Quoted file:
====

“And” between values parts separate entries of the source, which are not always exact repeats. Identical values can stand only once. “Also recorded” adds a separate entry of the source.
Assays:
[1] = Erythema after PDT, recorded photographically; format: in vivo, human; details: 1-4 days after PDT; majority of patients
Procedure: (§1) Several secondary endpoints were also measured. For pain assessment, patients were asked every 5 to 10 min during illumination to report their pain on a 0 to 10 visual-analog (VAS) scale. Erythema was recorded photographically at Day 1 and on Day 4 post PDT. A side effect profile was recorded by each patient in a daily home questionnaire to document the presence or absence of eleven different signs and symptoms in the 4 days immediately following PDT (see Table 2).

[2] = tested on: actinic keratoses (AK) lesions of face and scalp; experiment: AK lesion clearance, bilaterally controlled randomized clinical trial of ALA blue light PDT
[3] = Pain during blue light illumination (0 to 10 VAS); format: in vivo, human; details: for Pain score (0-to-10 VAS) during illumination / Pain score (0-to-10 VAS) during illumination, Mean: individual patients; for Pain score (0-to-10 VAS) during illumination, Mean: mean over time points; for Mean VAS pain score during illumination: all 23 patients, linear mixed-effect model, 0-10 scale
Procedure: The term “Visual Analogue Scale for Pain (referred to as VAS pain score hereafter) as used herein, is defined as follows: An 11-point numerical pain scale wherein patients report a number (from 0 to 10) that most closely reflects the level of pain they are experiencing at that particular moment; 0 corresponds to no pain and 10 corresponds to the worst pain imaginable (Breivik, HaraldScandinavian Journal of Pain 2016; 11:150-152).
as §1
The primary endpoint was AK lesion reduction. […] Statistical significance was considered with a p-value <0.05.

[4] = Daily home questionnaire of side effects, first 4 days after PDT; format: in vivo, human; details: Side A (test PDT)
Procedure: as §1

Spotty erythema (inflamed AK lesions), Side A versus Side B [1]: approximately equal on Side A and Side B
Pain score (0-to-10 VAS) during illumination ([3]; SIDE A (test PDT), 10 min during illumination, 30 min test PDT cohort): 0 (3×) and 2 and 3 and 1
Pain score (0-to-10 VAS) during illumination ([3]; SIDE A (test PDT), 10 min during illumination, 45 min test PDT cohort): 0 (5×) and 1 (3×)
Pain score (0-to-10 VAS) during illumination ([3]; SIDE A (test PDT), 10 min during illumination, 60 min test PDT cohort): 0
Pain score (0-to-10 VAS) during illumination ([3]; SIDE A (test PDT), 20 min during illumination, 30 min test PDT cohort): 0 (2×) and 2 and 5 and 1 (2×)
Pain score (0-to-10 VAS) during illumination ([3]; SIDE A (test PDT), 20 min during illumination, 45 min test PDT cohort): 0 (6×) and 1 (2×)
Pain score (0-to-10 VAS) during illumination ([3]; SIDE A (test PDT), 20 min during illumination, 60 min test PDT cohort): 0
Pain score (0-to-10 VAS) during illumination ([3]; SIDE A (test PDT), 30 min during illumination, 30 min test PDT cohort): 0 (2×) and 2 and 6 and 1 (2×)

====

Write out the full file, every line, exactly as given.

“And” between values parts separate entries of the source, which are not always exact repeats. Identical values can stand only once. “Also recorded” adds a separate entry of the source.
Assays:
[1] = Erythema after PDT, recorded photographically; format: in vivo, human; details: 1-4 days after PDT; majority of patients
Procedure: (§1) Several secondary endpoints were also measured. For pain assessment, patients were asked every 5 to 10 min during illumination to report their pain on a 0 to 10 visual-analog (VAS) scale. Erythema was recorded photographically at Day 1 and on Day 4 post PDT. A side effect profile was recorded by each patient in a daily home questionnaire to document the presence or absence of eleven different signs and symptoms in the 4 days immediately following PDT (see Table 2).

[2] = tested on: actinic keratoses (AK) lesions of face and scalp; experiment: AK lesion clearance, bilaterally controlled randomized clinical trial of ALA blue light PDT
[3] = Pain during blue light illumination (0 to 10 VAS); format: in vivo, human; details: for Pain score (0-to-10 VAS) during illumination / Pain score (0-to-10 VAS) during illumination, Mean: individual patients; for Pain score (0-to-10 VAS) during illumination, Mean: mean over time points; for Mean VAS pain score during illumination: all 23 patients, linear mixed-effect model, 0-10 scale
Procedure: The term “Visual Analogue Scale for Pain (referred to as VAS pain score hereafter) as used herein, is defined as follows: An 11-point numerical pain scale wherein patients report a number (from 0 to 10) that most closely reflects the level of pain they are experiencing at that particular moment; 0 corresponds to no pain and 10 corresponds to the worst pain imaginable (Breivik, HaraldScandinavian Journal of Pain 2016; 11:150-152).
as §1
The primary endpoint was AK lesion reduction. […] Statistical significance was considered with a p-value <0.05.

[4] = Daily home questionnaire of side effects, first 4 days after PDT; format: in vivo, human; details: Side A (test PDT)
Procedure: as §1

Spotty erythema (inflamed AK lesions), Side A versus Side B [1]: approximately equal on Side A and Side B
Pain score (0-to-10 VAS) during illumination ([3]; SIDE A (test PDT), 10 min during illumination, 30 min test PDT cohort): 0 (3×) and 2 and 3 and 1
Pain score (0-to-10 VAS) during illumination ([3]; SIDE A (test PDT), 10 min during illumination, 45 min test PDT cohort): 0 (5×) and 1 (3×)
Pain score (0-to-10 VAS) during illumination ([3]; SIDE A (test PDT), 10 min during illumination, 60 min test PDT cohort): 0
Pain score (0-to-10 VAS) during illumination ([3]; SIDE A (test PDT), 20 min during illumination, 30 min test PDT cohort): 0 (2×) and 2 and 5 and 1 (2×)
Pain score (0-to-10 VAS) during illumination ([3]; SIDE A (test PDT), 20 min during illumination, 45 min test PDT cohort): 0 (6×) and 1 (2×)
Pain score (0-to-10 VAS) during illumination ([3]; SIDE A (test PDT), 20 min during illumination, 60 min test PDT cohort): 0
Pain score (0-to-10 VAS) during illumination ([3]; SIDE A (test PDT), 30 min during illumination, 30 min test PDT cohort): 0 (2×) and 2 and 6 and 1 (2×)